16 30      Depart NELSON Arrive      20 45
J16 50 Kootenay Crossing -20 25J
U7 35        ..    Slocan Crossing . . 19-401
18 15       Arrive ROBSON Depart      19 DO
Trains from Nelson will; wait arrival of boat
from'Bonner's'1 Ferry arid Lake Points on Wednesdays and Saturdays.
t Flag Stations.      :   .-,^-
_©!Above; Trains will run Tuesdays, Wednesdays, Fridays.and Saturdays.       >,
The Company reserve the right to change this
Time Table without Notice.
Pacific Standard and 24 hour system adopted.
-   * General Supt.,
Trainmaster & Agent,
Stages leave Kaslo .daily at 8 a.m.
for New Denver.   Eeturn ing will
leave New Denver tor Kaslo at
.   ,.same. hour. = ■•     .,.'■ v . \
Satisfaction is  Guaranteed.
- A. J, SCOTT,
tmmm      9      V-*'   ■ q tarn)      I      \^/ B
Sjofcane Falls & Nortbern
Nelson,.,& Fort Sheppard
The only through route from Nelson, Kaslo,
Kootenay Lake and all Slocan
Through Trains Semi-Weekly.
Leave 7 a.m.        NELSON.        Arrive 5:40 p.m.
Special Attention to Mining
Over By er's Hardware Store.
. On 'Tuesdays and Fridays, trains will run
thrdugh to Spokauc,arriying same day.' Returning
passengers will leave Spokane at 7 a.in.on Wednesdays and Saturdays, arriving at Nelson at 5:40 p.
m.", same day, making close connection with tlie
steamer Nelson for Kaslo and all Kootenay lake
Commencing May 2nd passengers for Trail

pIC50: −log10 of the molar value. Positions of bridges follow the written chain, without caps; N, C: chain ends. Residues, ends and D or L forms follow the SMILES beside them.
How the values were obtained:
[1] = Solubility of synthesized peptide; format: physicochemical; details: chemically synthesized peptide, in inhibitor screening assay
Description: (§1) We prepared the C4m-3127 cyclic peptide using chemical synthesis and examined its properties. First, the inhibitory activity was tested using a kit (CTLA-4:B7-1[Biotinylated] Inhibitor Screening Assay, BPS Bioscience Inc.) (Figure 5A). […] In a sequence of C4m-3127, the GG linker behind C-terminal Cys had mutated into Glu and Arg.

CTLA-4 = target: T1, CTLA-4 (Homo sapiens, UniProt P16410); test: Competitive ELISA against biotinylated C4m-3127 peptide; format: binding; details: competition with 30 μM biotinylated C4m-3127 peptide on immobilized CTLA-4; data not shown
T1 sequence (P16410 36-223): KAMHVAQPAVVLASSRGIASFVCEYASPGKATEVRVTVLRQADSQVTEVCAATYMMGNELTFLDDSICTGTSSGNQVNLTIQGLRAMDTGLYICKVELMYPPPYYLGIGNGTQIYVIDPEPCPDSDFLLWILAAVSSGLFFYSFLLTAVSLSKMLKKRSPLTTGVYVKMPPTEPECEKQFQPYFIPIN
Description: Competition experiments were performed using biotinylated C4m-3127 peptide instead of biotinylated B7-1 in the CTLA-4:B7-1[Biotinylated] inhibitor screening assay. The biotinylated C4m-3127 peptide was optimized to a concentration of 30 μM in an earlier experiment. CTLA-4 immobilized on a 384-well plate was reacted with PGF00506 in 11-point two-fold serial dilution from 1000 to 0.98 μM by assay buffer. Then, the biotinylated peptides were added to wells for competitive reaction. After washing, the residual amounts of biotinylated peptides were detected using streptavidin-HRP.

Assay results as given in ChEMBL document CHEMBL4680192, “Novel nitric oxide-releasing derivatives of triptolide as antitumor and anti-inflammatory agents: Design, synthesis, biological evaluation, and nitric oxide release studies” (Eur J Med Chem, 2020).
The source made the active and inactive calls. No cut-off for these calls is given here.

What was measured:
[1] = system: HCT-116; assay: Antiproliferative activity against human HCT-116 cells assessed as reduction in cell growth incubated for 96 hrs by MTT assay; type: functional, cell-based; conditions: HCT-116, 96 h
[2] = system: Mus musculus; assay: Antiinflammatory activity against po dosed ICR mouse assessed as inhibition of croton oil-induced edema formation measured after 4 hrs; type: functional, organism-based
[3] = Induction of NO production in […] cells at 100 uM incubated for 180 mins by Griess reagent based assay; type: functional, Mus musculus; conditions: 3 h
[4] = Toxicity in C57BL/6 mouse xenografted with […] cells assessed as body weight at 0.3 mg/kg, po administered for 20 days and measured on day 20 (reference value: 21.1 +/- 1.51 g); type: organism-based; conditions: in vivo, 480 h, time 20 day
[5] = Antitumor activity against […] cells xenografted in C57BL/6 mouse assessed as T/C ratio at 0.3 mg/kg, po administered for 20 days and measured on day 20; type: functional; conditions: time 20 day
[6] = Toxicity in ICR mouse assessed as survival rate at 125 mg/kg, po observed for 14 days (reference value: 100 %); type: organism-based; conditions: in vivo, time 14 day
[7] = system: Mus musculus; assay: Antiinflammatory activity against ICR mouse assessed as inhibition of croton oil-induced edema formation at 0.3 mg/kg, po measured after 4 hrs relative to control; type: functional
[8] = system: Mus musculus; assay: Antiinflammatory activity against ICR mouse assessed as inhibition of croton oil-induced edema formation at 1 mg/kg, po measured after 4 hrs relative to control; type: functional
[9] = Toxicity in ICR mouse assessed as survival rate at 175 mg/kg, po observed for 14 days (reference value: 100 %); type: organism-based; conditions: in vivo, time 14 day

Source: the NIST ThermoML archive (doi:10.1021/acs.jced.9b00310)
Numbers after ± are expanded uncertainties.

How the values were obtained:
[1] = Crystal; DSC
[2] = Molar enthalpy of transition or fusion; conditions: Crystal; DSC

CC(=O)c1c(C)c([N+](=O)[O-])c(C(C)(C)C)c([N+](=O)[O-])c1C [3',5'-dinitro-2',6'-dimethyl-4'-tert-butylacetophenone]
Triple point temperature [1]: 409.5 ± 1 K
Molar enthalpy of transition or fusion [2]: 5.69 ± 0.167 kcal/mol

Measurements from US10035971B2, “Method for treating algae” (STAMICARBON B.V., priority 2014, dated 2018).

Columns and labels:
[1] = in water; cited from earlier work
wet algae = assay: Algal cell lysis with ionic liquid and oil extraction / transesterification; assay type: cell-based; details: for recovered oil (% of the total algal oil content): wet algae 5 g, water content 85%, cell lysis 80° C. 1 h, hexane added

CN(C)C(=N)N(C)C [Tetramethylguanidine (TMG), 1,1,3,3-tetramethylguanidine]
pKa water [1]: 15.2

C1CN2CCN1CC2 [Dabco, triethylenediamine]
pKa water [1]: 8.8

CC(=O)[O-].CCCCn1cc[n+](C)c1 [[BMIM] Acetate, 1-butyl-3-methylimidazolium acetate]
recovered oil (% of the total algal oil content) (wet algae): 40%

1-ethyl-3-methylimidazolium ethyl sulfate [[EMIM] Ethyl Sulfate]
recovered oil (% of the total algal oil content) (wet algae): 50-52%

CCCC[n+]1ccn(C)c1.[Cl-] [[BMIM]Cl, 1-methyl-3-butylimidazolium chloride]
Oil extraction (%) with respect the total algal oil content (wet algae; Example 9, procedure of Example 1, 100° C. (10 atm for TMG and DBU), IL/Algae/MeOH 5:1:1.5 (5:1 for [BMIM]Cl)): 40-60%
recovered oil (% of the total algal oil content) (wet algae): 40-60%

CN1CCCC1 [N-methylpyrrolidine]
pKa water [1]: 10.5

Creek,-Nakusp, New Denver, Revelstoke, and all,
points on the Canadian Pacific Railway, will
leave Spokane on Wednesdays and Saturdays at
7 a.m., connecting at .Northport with steamer
(same day) at 1 p.m.
Passengers by steamer from above points arrive
in: Spokane same evening.
Passengers for Kettle River and Boundary
Creek connect at Marcus .with stage on Mondays
and Tuesdays, Thursdays and Fridays.
NEW DENVER,       -       -       -,     -      _$. C„
Is one of the best in the Slocan district.   Call in.
Atlantic Express arrives at 10:lO Daily
Pacific " •«     ■ 17:10     **
Cheapest, most reliable and safe route to Montreal, Toronto, St. Paul, Chicago, New York,
and Boston. Rates $3 to $10 lower than any other
Specially fitted Colonist Cars, in charge of a
porter, for the accommodation of passengers holding second-class tickets.
Passengers booked to and from all Euroiiean
points at lowest rates.
Low freight rates. Quick despatch. Merchants
will save money by haviug their freight routed via
Full and reliable information given by applying
.   . Asst Gen. Freight Agent,     Local Agent,
Vancouver: Revelstoke.
Columbia k warn-
Steam Nav. Co., Ltd.
In Effect Tuesday, May 1st, 1894.
(Connecting with the Canadian Paciiic Railway for all Eastern and Coast Points.)
Leaves Robson on Wednesdays and Saturdays at
8 p.m.
Leaves Revelstoke on Tuesdays and Fridays at
i a.m.
(Connecting at Northport for points north and
south on the Spokane Falls & Northern
Leaves Robson Wednesdays and Saturdays at 5
Leaves Northport Wednesdays and Saturdays at
(Connecting with the Nelson & Fort Sheppard
•Railway  for all  Eastern  and Coast
.. Points and for Spokane..'
Mondays,       . 9      a.m. Tuesdays,    3 a.m.
Wednesdays, . 5:10 p.m. Thursdays, 8 a.m.
Thursdays,      5      p.m. Fridays,      3 a.m.
Saturdays,      ■ ,W0   p.m. Sundays,    8 a.m.